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Some writing from a private discussion about ArchCom that I think I want to repurpose. There's a lot more work to do on this to repurpose it properly
Here's a couple of (unfair?) criticisms of ArchCom:
- It takes a long time for ArchCom to decide things
- ArchCom often suggests solutions that are more complicated than they need to be
The challenge we face is that developers frequently don't want to do the work to quickly build rough consensus for their project, where "rough consensus" means "tell the people affected; get their advice; address their concerns; and move forward" (not "make everyone happy"; that way lies madness)
Building rough consensus is reasonably straightforward (see Consensus). "Straightforward" doesn't mean "easy", but it can mean "fast" if you're willing to do the work. Sometime people blame ArchCom's process because they've expect the ArchCom team to do the work for them. ArchCom's role is in making sure that engineers making a substantive change to how things work actually attempted to seek the advice (not necessarily the permission) of everyone affected by the change.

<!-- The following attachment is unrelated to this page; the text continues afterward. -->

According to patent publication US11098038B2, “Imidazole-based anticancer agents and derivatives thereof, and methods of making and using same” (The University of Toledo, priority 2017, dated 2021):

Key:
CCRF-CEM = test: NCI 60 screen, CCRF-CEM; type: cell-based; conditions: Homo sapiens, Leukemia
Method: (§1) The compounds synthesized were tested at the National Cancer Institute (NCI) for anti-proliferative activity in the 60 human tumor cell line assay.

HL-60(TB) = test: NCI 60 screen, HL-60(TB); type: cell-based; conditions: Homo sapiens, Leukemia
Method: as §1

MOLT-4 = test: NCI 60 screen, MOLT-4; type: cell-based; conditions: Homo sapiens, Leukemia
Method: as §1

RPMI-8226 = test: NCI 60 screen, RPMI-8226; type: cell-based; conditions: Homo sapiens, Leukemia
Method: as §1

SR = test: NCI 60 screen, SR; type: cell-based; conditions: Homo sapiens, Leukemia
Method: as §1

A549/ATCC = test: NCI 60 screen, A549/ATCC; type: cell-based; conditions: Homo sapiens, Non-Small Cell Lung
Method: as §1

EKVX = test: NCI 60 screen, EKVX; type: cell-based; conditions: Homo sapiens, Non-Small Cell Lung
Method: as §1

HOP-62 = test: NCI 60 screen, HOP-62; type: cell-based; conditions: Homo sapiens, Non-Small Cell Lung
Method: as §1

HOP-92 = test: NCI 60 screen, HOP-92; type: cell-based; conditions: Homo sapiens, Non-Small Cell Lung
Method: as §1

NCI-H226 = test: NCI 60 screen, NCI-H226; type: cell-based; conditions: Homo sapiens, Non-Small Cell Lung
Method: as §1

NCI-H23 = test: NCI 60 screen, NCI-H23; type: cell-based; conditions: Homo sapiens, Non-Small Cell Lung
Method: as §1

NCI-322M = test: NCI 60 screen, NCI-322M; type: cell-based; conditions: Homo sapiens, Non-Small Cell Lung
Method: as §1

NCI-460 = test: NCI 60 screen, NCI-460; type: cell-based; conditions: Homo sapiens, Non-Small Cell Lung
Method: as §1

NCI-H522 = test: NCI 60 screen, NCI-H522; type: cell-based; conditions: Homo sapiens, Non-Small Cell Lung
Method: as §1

Engineers often want autonomy and freedom to develop while at this same time making changes that (unintentionally) do things like:
- Trash performance of the site
- Open huge security vulnerabilities on our site
- Trash reliability
- Increase our system complexity and/or technical debt
Inexperienced engineers often treat dealing with some/all of these problems as someone else's job. Large, well-funded companies create safe environments for mediocre developers by forming well-resourced departments around each of the bullet points above.